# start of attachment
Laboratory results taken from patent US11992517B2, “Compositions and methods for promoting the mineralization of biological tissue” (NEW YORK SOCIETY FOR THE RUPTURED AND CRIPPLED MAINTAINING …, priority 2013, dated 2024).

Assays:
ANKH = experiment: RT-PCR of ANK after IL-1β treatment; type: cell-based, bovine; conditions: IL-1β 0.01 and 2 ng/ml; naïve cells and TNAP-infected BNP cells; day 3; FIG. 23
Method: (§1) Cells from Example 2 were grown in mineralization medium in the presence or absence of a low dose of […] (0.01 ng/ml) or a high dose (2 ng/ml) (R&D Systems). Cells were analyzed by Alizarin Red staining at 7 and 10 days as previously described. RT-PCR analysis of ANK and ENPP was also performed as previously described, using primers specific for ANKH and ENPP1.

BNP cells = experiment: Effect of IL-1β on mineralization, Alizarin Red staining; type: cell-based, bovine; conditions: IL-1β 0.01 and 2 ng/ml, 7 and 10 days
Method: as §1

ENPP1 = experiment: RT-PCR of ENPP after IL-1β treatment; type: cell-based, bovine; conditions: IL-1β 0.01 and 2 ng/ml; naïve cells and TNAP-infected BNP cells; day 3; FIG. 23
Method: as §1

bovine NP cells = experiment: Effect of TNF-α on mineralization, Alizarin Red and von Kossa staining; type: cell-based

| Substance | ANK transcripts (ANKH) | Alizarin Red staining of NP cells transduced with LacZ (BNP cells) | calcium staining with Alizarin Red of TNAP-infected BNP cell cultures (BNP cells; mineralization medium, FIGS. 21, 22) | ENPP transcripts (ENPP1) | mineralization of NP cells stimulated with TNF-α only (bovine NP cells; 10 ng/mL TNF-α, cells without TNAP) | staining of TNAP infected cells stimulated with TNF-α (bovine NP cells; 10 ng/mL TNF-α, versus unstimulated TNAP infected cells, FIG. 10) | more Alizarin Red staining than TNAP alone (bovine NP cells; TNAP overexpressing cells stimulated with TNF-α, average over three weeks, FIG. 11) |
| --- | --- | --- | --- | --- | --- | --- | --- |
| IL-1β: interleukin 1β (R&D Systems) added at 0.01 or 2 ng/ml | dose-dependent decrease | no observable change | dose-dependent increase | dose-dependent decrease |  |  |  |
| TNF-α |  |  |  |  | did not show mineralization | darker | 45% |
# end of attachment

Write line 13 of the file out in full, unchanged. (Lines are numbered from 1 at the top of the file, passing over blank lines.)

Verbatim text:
| TNF-α |  |  |  |  | did not show mineralization | darker | 45% |